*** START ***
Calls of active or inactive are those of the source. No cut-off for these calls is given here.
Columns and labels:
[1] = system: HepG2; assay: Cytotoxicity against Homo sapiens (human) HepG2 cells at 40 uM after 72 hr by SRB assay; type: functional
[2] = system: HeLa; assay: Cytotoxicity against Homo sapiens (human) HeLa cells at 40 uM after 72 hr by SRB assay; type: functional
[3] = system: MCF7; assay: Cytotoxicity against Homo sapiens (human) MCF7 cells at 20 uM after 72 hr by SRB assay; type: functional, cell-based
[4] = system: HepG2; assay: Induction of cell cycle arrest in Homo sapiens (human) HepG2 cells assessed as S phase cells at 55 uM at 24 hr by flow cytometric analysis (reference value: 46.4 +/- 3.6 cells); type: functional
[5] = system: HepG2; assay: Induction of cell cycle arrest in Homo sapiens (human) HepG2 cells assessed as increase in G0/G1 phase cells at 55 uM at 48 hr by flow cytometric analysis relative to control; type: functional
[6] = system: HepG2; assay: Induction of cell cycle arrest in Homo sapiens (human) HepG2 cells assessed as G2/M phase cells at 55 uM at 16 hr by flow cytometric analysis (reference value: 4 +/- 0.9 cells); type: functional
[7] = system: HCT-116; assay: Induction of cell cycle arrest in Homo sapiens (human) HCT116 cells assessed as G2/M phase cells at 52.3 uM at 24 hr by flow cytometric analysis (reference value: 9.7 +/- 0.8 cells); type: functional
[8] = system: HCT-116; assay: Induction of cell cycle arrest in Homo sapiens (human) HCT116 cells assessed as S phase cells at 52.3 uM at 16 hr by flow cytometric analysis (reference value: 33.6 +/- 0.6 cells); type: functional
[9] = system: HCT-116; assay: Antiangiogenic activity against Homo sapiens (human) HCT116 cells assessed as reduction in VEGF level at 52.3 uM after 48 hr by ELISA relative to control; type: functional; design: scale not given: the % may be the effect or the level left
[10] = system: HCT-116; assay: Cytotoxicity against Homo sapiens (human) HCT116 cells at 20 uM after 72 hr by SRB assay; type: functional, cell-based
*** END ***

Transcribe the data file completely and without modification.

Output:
Calls of active or inactive are those of the source. No cut-off for these calls is given here.
Columns and labels:
[1] = system: HepG2; assay: Cytotoxicity against Homo sapiens (human) HepG2 cells at 40 uM after 72 hr by SRB assay; type: functional
[2] = system: HeLa; assay: Cytotoxicity against Homo sapiens (human) HeLa cells at 40 uM after 72 hr by SRB assay; type: functional
[3] = system: MCF7; assay: Cytotoxicity against Homo sapiens (human) MCF7 cells at 20 uM after 72 hr by SRB assay; type: functional, cell-based
[4] = system: HepG2; assay: Induction of cell cycle arrest in Homo sapiens (human) HepG2 cells assessed as S phase cells at 55 uM at 24 hr by flow cytometric analysis (reference value: 46.4 +/- 3.6 cells); type: functional
[5] = system: HepG2; assay: Induction of cell cycle arrest in Homo sapiens (human) HepG2 cells assessed as increase in G0/G1 phase cells at 55 uM at 48 hr by flow cytometric analysis relative to control; type: functional
[6] = system: HepG2; assay: Induction of cell cycle arrest in Homo sapiens (human) HepG2 cells assessed as G2/M phase cells at 55 uM at 16 hr by flow cytometric analysis (reference value: 4 +/- 0.9 cells); type: functional
[7] = system: HCT-116; assay: Induction of cell cycle arrest in Homo sapiens (human) HCT116 cells assessed as G2/M phase cells at 52.3 uM at 24 hr by flow cytometric analysis (reference value: 9.7 +/- 0.8 cells); type: functional
[8] = system: HCT-116; assay: Induction of cell cycle arrest in Homo sapiens (human) HCT116 cells assessed as S phase cells at 52.3 uM at 16 hr by flow cytometric analysis (reference value: 33.6 +/- 0.6 cells); type: functional
[9] = system: HCT-116; assay: Antiangiogenic activity against Homo sapiens (human) HCT116 cells assessed as reduction in VEGF level at 52.3 uM after 48 hr by ELISA relative to control; type: functional; design: scale not given: the % may be the effect or the level left
[10] = system: HCT-116; assay: Cytotoxicity against Homo sapiens (human) HCT116 cells at 20 uM after 72 hr by SRB assay; type: functional, cell-based